Elizabeth was back in the newspapers the following year when, on September 4, 1922, The Morning Telegraph reported that she was to receive "the gold palms of officer of the French Academy, Foreign Department" from the French Government.  "The honor was given in recognition of Mrs. Mead's service to France during the world war and for her later assistance in raising the fund to purchase a gram of radium for Madame Curie," said the article.

On November 9, 1923, Theodora was married to Polish-born Theodor Abel in the nearby Church of the Ascension.  It took place on the silver anniversary of her parents' wedding.  Theodora would go on to become a recognized clinical psychologist and educator.

Following the death of Elizabeth's mother, Annie Ward Davenport Cleveland, in 1922, her father, Dr. Clement Cleveland moved into the West 11th Street house.  An eminent gynecologist, he was a founder of Memorial Hospital and surgeon-director emeritus of Women's Hospital.  He was at the family's winter home in Palm Beach, Florida on April 16, 1934 when he died at the age of 90.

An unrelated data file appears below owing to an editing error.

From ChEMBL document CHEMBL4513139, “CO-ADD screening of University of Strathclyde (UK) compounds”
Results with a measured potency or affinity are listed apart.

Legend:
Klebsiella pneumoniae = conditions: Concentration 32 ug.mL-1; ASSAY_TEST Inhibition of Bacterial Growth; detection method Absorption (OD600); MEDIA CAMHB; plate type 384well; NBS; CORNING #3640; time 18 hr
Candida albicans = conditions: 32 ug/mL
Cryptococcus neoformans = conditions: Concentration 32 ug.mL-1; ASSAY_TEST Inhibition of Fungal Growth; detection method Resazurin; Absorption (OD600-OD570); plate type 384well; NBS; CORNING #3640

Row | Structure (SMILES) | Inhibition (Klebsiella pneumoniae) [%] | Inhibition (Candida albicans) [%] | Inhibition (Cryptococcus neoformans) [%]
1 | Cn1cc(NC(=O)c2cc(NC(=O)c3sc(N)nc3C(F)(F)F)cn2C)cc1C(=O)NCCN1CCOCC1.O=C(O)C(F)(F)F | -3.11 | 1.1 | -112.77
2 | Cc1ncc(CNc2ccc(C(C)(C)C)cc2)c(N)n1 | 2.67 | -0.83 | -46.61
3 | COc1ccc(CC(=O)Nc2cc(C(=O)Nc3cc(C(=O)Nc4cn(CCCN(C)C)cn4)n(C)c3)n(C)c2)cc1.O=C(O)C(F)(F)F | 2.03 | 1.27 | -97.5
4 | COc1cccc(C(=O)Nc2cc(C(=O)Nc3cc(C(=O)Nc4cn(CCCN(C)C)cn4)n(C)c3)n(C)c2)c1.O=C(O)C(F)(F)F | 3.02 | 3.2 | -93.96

The Meads remained at 11 West 11th Street until about 1940.  The following year it was converted to apartments--a duplex in the basement and parlor levels, one apartment on the second floor, and a duplex on the third and new fourth floors.  Among the tenants over the next few years was Dr. Lewis A. Connor and his wife, the former Laila Ann Coston.  He was a leading authority on heart disease and one of the incorporators of the American Heart Association in 1924.

A renovation completed in 1968 resulted in a pre-kindergarten in the cellar.  That was short-lived and in 1969 the space became an apartment.  The charming house with its fascinating 190-year history survives, happily, greatly intact.

photographs by the author has no authorization to reuse the content of this blog